The data shown below were collected from the profiles of 3 tweeters who shared this research output. Click here to find out more about how the information was compiled.

Mendeley readers

The data shown below were compiled from readership statistics for 279 Mendeley readers of this research output. Click here to see the associated Mendeley record.

Geographical breakdown

Country Count As %
United Kingdom 1 <1%
Japan 1 <1%
United States 1 <1%
Ethiopia 1 <1%
Unknown 275 99%

Demographic breakdown

Readers by professional status Count As %
Researcher 38 14%
Student > Bachelor 35 13%
Student > Master 34 12%
Student > Postgraduate 20 7%
Student > Ph. D. Student 17 6%
Other 58 21%
Unknown 77 28%
Readers by discipline Count As %
Medicine and Dentistry 123 44%
Nursing and Health Professions 33 12%
Social Sciences 12 4%
Biochemistry, Genetics and Molecular Biology 5 2%
Agricultural and Biological Sciences 3 1%
Other 25 9%
Unknown 78 28%

Attention Score in Context

This research output has an Altmetric Attention Score of 3. This is our high-level measure of the quality and quantity of online attention that it has received. This Attention Score, as well as the ranking and number of research outputs shown below, was calculated when the research output was last mentioned on 31 January 2017.
All research outputs
of 23,505,010 outputs
Outputs from Cochrane database of systematic reviews
of 12,711 outputs
Outputs of similar age
of 390,744 outputs
Outputs of similar age from Cochrane database of systematic reviews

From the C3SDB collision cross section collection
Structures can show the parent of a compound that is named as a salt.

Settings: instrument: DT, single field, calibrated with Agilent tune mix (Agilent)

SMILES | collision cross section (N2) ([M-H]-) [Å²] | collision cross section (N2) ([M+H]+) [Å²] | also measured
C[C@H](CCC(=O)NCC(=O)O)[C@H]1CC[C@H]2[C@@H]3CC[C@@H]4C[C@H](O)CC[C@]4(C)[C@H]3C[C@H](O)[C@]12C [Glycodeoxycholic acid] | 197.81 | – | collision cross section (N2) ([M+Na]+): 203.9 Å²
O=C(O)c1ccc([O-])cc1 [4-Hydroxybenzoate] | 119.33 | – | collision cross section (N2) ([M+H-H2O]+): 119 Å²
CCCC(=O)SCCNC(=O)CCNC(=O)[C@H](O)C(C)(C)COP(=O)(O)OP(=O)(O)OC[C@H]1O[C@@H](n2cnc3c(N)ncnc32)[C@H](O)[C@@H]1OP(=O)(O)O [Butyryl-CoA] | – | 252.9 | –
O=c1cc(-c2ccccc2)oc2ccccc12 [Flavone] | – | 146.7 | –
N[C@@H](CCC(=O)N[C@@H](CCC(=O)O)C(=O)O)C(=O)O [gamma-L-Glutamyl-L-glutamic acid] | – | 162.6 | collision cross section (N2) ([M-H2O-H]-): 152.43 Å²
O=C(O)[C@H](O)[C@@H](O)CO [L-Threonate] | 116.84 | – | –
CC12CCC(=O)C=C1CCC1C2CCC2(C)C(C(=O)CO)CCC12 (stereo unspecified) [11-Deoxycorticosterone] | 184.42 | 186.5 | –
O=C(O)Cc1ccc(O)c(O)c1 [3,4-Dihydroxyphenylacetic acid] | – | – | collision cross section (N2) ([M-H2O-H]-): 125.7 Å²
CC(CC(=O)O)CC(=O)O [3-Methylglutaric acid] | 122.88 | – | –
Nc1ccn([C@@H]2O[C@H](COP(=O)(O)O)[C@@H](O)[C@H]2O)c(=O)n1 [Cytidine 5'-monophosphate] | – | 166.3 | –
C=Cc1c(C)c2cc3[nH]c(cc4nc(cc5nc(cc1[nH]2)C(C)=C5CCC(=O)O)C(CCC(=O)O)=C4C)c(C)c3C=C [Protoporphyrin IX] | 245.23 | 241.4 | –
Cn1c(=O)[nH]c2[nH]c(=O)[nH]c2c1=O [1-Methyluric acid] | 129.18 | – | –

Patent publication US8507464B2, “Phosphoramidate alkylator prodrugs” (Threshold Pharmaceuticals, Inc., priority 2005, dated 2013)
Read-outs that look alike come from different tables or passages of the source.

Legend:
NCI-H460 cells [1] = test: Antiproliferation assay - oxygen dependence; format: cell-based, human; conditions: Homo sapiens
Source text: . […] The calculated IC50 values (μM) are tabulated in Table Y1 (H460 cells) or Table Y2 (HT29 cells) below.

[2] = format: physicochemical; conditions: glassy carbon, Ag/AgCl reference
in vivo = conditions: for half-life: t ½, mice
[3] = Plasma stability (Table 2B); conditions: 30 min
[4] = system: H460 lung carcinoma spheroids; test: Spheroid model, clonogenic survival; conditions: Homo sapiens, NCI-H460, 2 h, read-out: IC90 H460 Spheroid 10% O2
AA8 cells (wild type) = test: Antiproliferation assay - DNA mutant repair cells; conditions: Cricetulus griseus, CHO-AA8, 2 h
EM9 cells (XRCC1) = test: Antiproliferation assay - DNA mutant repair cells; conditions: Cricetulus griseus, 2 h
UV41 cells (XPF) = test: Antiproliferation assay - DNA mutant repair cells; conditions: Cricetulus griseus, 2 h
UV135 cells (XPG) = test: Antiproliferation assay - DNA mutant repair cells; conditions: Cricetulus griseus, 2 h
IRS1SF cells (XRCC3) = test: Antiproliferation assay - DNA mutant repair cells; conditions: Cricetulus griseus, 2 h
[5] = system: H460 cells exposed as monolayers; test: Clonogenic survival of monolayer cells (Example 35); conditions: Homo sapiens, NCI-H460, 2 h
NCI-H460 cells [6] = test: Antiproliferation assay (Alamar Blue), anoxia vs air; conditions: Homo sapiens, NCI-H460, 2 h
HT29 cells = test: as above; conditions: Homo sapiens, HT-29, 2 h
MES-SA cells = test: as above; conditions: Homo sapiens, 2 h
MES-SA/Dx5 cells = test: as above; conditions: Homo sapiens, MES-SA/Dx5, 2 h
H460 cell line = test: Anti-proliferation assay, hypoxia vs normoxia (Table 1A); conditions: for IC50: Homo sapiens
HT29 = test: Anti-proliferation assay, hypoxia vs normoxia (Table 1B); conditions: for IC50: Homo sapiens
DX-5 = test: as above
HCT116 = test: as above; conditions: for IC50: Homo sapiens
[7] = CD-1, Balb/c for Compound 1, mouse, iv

of 273 outputs
Altmetric has tracked 23,505,010 research outputs across all sources so far. This one is in the 41st percentile – i.e., 41% of other outputs scored the same or lower than it.
So far Altmetric has tracked 12,711 research outputs from this source. They typically receive a lot more attention than average, with a mean Attention Score of 33.0. This one is in the 17th percentile – i.e., 17% of its peers scored the same or lower than it.
Older research outputs will score higher simply because they've had more time to accumulate mentions. To account for age we can compare this Altmetric Attention Score to the 390,744 tracked outputs that were published within six weeks on either side of this one in any source. This one has gotten more attention than average, scoring higher than 51% of its contemporaries.
We're also able to compare this research output to 273 others from the same source and published within six weeks on either side of this one. This one is in the 16th percentile – i.e., 16% of its contemporaries scored the same or lower than it.